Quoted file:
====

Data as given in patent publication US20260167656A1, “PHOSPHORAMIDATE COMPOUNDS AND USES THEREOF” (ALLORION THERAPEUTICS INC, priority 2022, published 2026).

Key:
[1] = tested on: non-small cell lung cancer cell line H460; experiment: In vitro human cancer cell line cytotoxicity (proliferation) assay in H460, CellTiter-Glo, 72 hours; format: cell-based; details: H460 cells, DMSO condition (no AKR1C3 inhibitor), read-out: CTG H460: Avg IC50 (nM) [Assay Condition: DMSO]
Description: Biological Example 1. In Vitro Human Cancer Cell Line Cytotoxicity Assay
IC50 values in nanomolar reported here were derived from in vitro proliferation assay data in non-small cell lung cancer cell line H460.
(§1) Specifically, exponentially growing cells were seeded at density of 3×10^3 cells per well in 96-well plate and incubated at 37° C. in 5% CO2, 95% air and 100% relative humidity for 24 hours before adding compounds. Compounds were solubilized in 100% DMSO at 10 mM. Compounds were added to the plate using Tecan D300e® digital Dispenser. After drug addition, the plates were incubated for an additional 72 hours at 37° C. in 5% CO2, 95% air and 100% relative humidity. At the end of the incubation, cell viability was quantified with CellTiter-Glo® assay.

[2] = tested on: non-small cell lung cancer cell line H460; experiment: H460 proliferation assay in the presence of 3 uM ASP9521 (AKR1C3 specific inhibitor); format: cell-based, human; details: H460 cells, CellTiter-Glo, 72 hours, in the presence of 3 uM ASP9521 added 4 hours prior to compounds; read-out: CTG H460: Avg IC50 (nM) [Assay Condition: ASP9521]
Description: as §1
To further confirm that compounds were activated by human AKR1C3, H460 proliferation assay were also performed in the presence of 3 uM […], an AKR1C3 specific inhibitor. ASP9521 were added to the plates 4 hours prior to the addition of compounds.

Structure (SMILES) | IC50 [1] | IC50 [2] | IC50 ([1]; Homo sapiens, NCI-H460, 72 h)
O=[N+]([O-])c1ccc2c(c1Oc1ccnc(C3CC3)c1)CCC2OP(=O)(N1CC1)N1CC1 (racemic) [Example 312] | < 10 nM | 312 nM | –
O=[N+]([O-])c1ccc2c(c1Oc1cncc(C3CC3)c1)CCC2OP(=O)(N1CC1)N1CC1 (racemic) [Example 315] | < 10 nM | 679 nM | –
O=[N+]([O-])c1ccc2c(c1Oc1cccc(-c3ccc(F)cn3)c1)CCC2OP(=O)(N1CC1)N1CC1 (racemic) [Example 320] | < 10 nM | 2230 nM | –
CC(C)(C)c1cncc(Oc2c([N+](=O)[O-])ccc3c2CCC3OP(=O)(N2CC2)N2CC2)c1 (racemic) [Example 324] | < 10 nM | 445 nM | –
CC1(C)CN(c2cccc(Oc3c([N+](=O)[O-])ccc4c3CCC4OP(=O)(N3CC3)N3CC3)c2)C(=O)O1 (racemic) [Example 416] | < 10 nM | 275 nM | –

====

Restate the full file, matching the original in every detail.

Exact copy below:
Data as given in patent publication US20260167656A1, “PHOSPHORAMIDATE COMPOUNDS AND USES THEREOF” (ALLORION THERAPEUTICS INC, priority 2022, published 2026).

Key:
[1] = tested on: non-small cell lung cancer cell line H460; experiment: In vitro human cancer cell line cytotoxicity (proliferation) assay in H460, CellTiter-Glo, 72 hours; format: cell-based; details: H460 cells, DMSO condition (no AKR1C3 inhibitor), read-out: CTG H460: Avg IC50 (nM) [Assay Condition: DMSO]
Description: Biological Example 1. In Vitro Human Cancer Cell Line Cytotoxicity Assay
IC50 values in nanomolar reported here were derived from in vitro proliferation assay data in non-small cell lung cancer cell line H460.
(§1) Specifically, exponentially growing cells were seeded at density of 3×10^3 cells per well in 96-well plate and incubated at 37° C. in 5% CO2, 95% air and 100% relative humidity for 24 hours before adding compounds. Compounds were solubilized in 100% DMSO at 10 mM. Compounds were added to the plate using Tecan D300e® digital Dispenser. After drug addition, the plates were incubated for an additional 72 hours at 37° C. in 5% CO2, 95% air and 100% relative humidity. At the end of the incubation, cell viability was quantified with CellTiter-Glo® assay.

[2] = tested on: non-small cell lung cancer cell line H460; experiment: H460 proliferation assay in the presence of 3 uM ASP9521 (AKR1C3 specific inhibitor); format: cell-based, human; details: H460 cells, CellTiter-Glo, 72 hours, in the presence of 3 uM ASP9521 added 4 hours prior to compounds; read-out: CTG H460: Avg IC50 (nM) [Assay Condition: ASP9521]
Description: as §1
To further confirm that compounds were activated by human AKR1C3, H460 proliferation assay were also performed in the presence of 3 uM […], an AKR1C3 specific inhibitor. ASP9521 were added to the plates 4 hours prior to the addition of compounds.

Structure (SMILES) | IC50 [1] | IC50 [2] | IC50 ([1]; Homo sapiens, NCI-H460, 72 h)
O=[N+]([O-])c1ccc2c(c1Oc1ccnc(C3CC3)c1)CCC2OP(=O)(N1CC1)N1CC1 (racemic) [Example 312] | < 10 nM | 312 nM | –
O=[N+]([O-])c1ccc2c(c1Oc1cncc(C3CC3)c1)CCC2OP(=O)(N1CC1)N1CC1 (racemic) [Example 315] | < 10 nM | 679 nM | –
O=[N+]([O-])c1ccc2c(c1Oc1cccc(-c3ccc(F)cn3)c1)CCC2OP(=O)(N1CC1)N1CC1 (racemic) [Example 320] | < 10 nM | 2230 nM | –
CC(C)(C)c1cncc(Oc2c([N+](=O)[O-])ccc3c2CCC3OP(=O)(N2CC2)N2CC2)c1 (racemic) [Example 324] | < 10 nM | 445 nM | –
CC1(C)CN(c2cccc(Oc3c([N+](=O)[O-])ccc4c3CCC4OP(=O)(N3CC3)N3CC3)c2)C(=O)O1 (racemic) [Example 416] | < 10 nM | 275 nM | –